The Rivers of London is a good series and I've enjoyed the previous volumes, so I was quite excited with new release.
“Typically, a constable only sits in the commissioner’s anti-room when he’s been very brave, or very stupid, and I really couldn’t tell which one applied to me.”
Rivers of London is an urban fantasy story set in modern London. After constant recommendations from my dad, and then my brother recently, I decided to finally dive into this popular series. Thank you to them for pushing me into this read.
Rivers of London is a unique story that is full of dry humour, engaging plots, unique characters, and a wonderful setting. Listening to this on Audible, I was often laughing out loud, earning some strange looks from my family in the process. The narration by Kobna Holdbrook-Smith, who has won an Olivier Award for Best Actor, was absolutely fantastic and really elevated the story, which by its own was already great.
“On the plus side, there were no rioters in sight but on the minus side this was probably because everywhere I looked was on fire.”
Ben Aaronovitch has a prose that just seems to click with me. It is engaging, and perfectly crafts the tone that he appears to be seeking. Regarding prose, I thoroughly enjoyed the slight shift in syntax that was implemented in different situations to mirror our protagonist’s thoughts. From the more clinical, efficient, tentative process when working, to the more decisive and more tangential shift when approaching other spheres of the story. This is something that is not incorporated enough. Our thought processes adapt to our situations, and that is mirrored here. It makes the story more engaging, and also subtly tells us so much about the central character. Loved it! Alongside this is his dry humour, which I said earlier I found hilarious. I loved the historical and pop references, such as the quote below. It is so funny you could put a tail on it and call it a weasel…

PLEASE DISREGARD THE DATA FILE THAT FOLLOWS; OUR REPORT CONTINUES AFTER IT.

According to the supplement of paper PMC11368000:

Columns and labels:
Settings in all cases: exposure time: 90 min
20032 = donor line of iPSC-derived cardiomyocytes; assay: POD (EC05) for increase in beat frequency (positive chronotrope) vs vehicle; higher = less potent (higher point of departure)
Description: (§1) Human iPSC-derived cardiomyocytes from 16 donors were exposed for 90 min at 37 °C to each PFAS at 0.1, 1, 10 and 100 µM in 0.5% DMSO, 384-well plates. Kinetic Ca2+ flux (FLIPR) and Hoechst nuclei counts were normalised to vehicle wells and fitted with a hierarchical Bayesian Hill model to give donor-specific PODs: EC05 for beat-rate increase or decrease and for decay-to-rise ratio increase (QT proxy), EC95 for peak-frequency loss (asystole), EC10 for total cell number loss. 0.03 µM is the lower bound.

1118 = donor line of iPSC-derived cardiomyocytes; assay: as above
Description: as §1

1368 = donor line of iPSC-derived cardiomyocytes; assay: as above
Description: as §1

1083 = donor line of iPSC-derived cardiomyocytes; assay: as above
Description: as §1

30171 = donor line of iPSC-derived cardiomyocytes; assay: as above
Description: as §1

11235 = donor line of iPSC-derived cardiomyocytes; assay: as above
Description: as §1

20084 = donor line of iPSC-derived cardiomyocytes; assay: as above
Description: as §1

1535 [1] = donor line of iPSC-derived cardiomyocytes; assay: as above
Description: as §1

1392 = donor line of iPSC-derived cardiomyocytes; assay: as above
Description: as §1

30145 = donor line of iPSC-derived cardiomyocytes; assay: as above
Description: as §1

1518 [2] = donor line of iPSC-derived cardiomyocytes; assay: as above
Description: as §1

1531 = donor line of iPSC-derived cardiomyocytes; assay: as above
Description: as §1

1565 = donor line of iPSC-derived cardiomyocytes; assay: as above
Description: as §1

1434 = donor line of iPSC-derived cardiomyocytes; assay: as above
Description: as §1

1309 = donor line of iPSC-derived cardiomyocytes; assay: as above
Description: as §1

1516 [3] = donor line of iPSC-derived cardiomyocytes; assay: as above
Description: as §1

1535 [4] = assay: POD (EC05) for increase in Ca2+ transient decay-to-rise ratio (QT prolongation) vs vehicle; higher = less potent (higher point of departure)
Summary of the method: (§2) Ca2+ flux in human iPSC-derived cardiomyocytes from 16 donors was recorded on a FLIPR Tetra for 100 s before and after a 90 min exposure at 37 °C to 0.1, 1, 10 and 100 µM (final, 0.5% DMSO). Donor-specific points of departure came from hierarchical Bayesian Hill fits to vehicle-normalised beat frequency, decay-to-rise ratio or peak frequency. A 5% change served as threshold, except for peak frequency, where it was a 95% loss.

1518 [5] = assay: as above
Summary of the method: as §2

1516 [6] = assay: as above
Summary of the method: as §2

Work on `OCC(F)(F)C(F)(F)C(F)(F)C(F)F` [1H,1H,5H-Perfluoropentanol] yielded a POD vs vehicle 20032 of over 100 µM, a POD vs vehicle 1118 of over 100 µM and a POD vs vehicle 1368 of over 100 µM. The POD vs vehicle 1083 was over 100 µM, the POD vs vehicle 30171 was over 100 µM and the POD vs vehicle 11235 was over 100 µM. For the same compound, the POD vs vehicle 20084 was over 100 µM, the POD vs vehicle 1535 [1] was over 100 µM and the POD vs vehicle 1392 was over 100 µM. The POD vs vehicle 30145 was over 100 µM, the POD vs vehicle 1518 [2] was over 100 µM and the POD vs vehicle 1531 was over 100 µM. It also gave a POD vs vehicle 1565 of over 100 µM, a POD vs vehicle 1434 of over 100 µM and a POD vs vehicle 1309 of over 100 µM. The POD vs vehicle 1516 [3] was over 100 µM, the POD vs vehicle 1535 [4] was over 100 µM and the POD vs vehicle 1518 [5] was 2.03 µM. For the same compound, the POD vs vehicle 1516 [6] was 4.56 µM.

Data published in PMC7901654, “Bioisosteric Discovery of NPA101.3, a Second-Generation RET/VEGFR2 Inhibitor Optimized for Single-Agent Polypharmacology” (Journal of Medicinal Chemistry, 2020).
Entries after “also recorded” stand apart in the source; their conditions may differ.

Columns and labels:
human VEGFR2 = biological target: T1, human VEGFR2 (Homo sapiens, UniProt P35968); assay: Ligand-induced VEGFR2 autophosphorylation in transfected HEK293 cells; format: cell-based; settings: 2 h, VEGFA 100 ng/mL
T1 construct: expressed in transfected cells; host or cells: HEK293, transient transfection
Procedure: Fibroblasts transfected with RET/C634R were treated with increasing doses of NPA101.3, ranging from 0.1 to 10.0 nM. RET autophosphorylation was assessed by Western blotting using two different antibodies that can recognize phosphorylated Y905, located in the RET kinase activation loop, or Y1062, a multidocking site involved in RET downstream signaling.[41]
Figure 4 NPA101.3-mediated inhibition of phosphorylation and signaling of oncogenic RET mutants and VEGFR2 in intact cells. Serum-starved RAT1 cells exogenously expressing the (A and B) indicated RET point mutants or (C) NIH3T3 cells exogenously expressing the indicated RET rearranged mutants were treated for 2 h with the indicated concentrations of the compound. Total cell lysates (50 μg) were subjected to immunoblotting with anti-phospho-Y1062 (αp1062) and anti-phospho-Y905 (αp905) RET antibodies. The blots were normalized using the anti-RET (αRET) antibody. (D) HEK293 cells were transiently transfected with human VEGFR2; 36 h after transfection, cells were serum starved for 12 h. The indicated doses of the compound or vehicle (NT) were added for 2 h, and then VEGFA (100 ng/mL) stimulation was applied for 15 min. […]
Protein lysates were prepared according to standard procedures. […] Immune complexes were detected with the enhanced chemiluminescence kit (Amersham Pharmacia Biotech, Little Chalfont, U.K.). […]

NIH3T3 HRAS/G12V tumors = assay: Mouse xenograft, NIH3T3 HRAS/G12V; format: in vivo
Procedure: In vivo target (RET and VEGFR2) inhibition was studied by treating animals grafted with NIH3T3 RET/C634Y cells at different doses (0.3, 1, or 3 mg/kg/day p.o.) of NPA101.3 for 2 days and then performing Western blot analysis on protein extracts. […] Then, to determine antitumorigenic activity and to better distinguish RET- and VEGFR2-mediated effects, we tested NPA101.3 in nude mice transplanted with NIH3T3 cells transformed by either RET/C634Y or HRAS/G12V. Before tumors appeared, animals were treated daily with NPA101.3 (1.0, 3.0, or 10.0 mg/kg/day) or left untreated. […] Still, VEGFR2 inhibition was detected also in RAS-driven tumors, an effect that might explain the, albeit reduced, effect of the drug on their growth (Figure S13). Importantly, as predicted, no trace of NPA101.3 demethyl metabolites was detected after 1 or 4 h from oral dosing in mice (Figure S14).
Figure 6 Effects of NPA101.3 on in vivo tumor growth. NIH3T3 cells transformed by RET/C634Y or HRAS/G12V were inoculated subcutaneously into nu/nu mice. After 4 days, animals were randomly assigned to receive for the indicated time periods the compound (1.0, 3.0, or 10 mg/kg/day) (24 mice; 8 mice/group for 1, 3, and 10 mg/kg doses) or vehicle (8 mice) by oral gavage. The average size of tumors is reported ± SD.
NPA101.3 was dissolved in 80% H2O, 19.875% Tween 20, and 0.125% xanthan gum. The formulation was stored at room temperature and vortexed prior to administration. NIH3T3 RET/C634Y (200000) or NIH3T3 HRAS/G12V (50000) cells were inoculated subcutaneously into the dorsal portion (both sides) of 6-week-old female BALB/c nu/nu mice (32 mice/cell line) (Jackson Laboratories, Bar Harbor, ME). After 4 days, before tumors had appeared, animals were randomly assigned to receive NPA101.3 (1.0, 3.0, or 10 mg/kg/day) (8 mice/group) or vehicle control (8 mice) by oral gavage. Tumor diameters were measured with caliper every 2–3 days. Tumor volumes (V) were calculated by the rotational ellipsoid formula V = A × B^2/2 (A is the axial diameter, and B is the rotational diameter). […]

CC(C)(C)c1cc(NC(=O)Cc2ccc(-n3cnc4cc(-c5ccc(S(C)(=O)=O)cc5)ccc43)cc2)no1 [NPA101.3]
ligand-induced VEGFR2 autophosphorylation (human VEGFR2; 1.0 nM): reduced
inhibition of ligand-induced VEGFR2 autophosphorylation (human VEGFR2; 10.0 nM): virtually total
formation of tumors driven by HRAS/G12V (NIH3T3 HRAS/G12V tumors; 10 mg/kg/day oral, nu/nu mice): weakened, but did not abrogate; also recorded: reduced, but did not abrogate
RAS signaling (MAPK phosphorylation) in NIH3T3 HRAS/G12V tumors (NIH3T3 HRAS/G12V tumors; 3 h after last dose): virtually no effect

“I have an idea," I said.
"This better not be a cunning plan," said Leslie.
Nightingale looked blank, but at least it got a chuckle from Dr Walid.”
Much of what I had heard before reading was that the portrayal of London and Ben Aaronovitch’s world-building was a strong point. This is so true. He obviously knows London inside out, and it is made evident by the easy description and laying out of the setting and tone of urban life. His passion for London is just infectious, and it was really enjoyable to be caught in that as a reader.
Alongside the depiction of London, Aaronovitch adds an underbelly to the setting that is a fantastical world. This reminded me strongly, in a good way, of the vibes of Neil Gaiman’s Neverwhere. The coexistence of the magical world and the ‘normal’ world with the ignorance of the latter is something that we have seen many times, such as in Harry Potter. But it never gets old. Aaronovitch introduces his own spin and gives his own concept that is fresh and new.
"So magic is real," I said. "Which makes you a...what?"
"Like Harry Potter?"
Nightingale sighed. "No," he said. "Not like Harry Potter."
"In what way?"
"I'm not a fictional character," said Nightingale.”
The characters were great as well. Our protagonist and perspective throughout the story is from constable Peter Grant, a given up scientist who begins in total ignorance regarding the magical world, until he talks to a ghost at a crime scene. He is wonderfully flawed and one of the best central characters I have read in a long time. Nightingale was an interesting character, and one that I hope to see more off. His role as guardian and teacher I feel was somewhat limited due to often serving as exposition. It was required for the plot, but I feel like it slowed down the pace and made Nightingale less engaging than his character appeared to initially appear. But, I am sure that he will be developed further on into the series.
Rivers of London introduces us to all manner of weird and wonderful scenarios and monsters. With a chance to view the development of London from the Dark Ages, to meeting the embodiments of the London rivers, to revenants, ghosts seeking vengeance, and troublesome spirits. They were all really unique and I look forward to encountering many more in the rest of the series.
“Keep breathing,’ I said. ‘It’s a habit you don’t want to break.”
Rivers of London is a well crafted story, with fantastic characters, a wonderful world, great prose and wonderful narration on Audible. My only small critique other than Nightingale’s exposition would be that I felt the middle third of the story lost some of its momentum, but that is me being picky, and certainly does not mean that I found it to be a slog at any part. It is just that drop from brilliance that makes me give this a 4.25 star rating. As I have now read the sequel, Moon Over Soho, I can confirm that all the great storytelling aspects of Rivers of London are built and improved on, and this definitely seems like a series that anyone would enjoy, and one I will be recommending even to those who do not read fantasy.